Sunday, November 19, 2017

NJ panel OKs marijuana for more conditions

The Medicinal Marijuana Program Review Panel--five physicians, two pharmacists and one RN, who were appointed by the New Jersey Department of Health—gave their final approval on October 25th for the use of marijuana for a number of additional medical conditions.

Dr. Alex Bekker, MD, PhD, a professor and department chairman at Rutgers New Jersey Medical School, led the panel of medical experts that approved marijuana therapy for chronic pain, anxiety, migraines, and Tourette's syndrome.

About one third of all Americans suffer from chronic pain at sometime in their lives. Indeed, 32 of the 45 petitions that the panel reviewed were related to chronic pain. In approving marijuana therapy for pain, the panel relied on over 400 peer-reviewed journal articles to make their evidence-based decision. The National Academy of Sciences also endorsed medical marijuana for chronic pain when “conventional therapies fail.” The panel noted the many side effects, and possible severe adverse effects, of both prescription opiates and over-the-counter pain relievers. The panel acknowledged that there were significantly fewer opiate overdose deaths in states with robust medical marijuana programs.
The panel said that opiate addiction is a “public health emergency” in America, the day before President Trump formally declared this emergency. Marijuana has been shown to be an effective substitute for pharmaceutical pain relievers and can also help ease the withdrawal from opiate addiction.

One of the chronic pain petitions that the panel approved was MMP-063, “Opioid Use Disorder.” This petition was submitted by Vanessa Waltz, a Board Member of the Coalition for Medical Marijuana--New Jersey. In approving this condition to qualify for marijuana therapy in the state's program, the panel recognized that marijuana, far from being a “gateway” to harder drug use, is actually an “exit drug.” In 1999, the Institute of Medicine thoroughly repudiated the Gateway Theory saying, “There is no conclusive evidence that the drug effects of marijuana are causally linked to the subsequent abuse of other illicit drugs.” Even the Drug Enforcement Administration (DEA) acknowledged in the July 8, 2011 Federal Register that there was no “direct causal relationship between regular marijuana and other illicit drug use.” The reality is that marijuana can be an exit drug from addicting and dangerous prescription drugs, from street drugs like heroin, and even from alcohol addiction and overuse.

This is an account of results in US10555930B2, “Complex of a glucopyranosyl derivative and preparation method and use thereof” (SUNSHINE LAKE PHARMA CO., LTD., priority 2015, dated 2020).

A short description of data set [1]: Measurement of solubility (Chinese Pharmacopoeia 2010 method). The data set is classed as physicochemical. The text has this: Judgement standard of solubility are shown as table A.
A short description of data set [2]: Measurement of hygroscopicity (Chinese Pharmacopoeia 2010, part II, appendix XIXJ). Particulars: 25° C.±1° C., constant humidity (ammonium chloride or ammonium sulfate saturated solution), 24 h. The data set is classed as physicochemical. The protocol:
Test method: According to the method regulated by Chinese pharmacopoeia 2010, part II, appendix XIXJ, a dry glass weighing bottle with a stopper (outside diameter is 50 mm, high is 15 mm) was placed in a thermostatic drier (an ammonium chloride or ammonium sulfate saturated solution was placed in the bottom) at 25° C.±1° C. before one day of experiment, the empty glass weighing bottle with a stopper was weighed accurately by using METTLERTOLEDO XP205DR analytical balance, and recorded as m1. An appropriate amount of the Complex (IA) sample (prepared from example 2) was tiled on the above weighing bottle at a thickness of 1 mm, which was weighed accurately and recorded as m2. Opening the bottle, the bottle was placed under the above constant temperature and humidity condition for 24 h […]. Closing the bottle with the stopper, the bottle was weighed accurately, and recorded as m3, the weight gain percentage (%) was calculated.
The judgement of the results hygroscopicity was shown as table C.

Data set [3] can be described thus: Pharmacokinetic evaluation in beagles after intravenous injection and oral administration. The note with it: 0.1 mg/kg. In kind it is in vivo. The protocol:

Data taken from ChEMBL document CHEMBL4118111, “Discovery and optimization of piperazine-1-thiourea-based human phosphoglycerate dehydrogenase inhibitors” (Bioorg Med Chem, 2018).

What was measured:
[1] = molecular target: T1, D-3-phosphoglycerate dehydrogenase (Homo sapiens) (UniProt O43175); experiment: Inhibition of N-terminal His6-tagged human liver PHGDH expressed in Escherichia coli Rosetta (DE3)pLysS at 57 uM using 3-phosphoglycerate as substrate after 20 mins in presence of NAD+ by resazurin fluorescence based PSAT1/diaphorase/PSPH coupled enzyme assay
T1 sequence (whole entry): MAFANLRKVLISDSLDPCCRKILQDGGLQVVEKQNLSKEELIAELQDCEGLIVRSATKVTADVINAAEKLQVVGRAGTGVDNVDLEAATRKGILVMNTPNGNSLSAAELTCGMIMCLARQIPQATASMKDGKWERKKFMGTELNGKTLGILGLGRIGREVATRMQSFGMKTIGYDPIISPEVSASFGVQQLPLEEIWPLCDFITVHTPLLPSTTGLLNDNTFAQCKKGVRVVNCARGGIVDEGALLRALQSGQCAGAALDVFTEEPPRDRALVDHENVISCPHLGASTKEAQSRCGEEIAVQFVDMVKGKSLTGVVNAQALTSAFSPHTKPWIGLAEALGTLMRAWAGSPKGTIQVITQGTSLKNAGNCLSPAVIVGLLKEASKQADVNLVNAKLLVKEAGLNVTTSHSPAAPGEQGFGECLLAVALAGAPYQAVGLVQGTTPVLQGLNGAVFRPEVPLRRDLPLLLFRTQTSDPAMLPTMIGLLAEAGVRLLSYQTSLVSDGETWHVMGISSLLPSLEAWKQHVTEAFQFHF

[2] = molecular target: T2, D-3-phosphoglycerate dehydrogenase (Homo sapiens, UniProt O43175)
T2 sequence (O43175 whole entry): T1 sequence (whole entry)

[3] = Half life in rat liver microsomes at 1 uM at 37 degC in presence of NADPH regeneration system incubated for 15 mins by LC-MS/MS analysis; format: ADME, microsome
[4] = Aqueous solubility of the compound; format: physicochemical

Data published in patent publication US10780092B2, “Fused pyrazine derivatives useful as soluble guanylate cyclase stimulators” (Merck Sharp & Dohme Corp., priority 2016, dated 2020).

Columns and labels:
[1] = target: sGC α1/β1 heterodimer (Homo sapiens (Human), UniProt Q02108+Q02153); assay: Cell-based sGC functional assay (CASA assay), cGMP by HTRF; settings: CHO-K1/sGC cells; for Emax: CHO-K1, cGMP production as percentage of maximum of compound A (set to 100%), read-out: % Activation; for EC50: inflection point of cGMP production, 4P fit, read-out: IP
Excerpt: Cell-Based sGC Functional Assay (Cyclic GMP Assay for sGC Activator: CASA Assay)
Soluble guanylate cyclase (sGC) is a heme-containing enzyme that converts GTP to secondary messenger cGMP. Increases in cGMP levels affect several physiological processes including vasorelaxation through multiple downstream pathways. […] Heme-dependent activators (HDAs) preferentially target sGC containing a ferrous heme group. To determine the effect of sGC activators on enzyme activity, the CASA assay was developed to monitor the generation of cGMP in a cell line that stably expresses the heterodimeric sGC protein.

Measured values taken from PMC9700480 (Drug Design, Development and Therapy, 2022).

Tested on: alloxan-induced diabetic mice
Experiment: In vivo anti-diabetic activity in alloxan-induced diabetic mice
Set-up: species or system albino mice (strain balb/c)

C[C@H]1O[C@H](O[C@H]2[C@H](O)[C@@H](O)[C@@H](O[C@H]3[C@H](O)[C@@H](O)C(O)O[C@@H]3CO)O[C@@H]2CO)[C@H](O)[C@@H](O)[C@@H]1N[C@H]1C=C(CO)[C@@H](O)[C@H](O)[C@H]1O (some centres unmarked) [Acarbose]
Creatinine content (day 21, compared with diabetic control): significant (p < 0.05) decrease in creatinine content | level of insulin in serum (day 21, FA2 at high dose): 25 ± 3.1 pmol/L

The panel also approved anxiety, both primary and secondary anxiety (related to Autism and Alzheimer’s disease). The panel noted that anxiety can be debilitating. When anxiety does require pharmaceutical intervention, most conventional treatment is unacceptable. The benzodiazepams, or minor tranquilizers, for example, are widely abused and withdrawal from them can be life-threatening. Anti-depressants are often prescribed for anxiety, but they are not effective for two to six weeks, and anxiety is not a depressive illness. The panel felt that there was a significant place for marijuana in fighting anxiety.

Also given final approval by the panel were migraine headaches and Tourette’s syndrome. The panel cited articles and research by Dr. Ethan Russo in support of marijuana for migraines. Dr. Russo is one of the leading authorities in medical marijuana in the United States. In approving marijuana for Tourette’s, the panel noted that there currently is no accepted nor effective pharmacologic treatment for the syndrome. Only major tranquilizers (anti-psychotic or neuroleptics drugs) are prescribed, but Tourette’s is not a psychotic disorder.

The panel only rejected two petitions, MMP-020 Asthma, and MMP-055 Chronic fatigue syndrome. The panel was not convinced that there was sufficient evidence presented in the petitions to support including these two conditions in New Jersey’s Medicinal Marijuana Program.

The panel should be congratulated for its research, its thoroughness and its courageous adherence to evidence-based criteria in its decision making. When the science is objectively pursued, the therapeutic potential of medical marijuana is found to be enormous.

Now the commissioner of the Department of Health has 180 days to decide what, if any, of the panel’s final recommendations to accept. In recognition of the now formally declared public health emergency that is the opiate epidemic in America, the commissioner must act speedily in adopting the final recommendations of the panel. Lives are at stake.

Indeed, the entire country should follow the final recommendations of the experts in New Jersey’s Medicinal Marijuana Program Review Panel.

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